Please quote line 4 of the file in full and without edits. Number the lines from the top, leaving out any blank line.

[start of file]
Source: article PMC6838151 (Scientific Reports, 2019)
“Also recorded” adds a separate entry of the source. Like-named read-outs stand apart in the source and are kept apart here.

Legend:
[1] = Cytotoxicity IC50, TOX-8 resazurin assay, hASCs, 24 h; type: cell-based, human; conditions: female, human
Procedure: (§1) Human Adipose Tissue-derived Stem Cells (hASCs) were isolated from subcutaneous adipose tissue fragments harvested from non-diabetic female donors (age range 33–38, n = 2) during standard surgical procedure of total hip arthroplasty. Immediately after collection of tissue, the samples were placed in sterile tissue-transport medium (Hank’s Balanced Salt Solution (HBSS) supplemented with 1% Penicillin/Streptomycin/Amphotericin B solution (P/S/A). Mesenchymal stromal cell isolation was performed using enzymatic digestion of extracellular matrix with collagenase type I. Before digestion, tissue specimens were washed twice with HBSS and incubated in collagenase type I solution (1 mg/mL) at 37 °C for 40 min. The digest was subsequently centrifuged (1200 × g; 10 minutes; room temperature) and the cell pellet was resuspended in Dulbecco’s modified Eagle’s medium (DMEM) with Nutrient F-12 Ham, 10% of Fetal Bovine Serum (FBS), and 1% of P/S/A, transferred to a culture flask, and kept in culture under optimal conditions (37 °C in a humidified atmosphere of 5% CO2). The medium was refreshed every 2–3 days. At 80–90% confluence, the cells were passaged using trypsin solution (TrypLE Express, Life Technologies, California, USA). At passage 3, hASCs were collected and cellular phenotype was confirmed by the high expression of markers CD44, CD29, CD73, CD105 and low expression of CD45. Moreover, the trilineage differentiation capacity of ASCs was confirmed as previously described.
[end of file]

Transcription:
[1] = Cytotoxicity IC50, TOX-8 resazurin assay, hASCs, 24 h; type: cell-based, human; conditions: female, human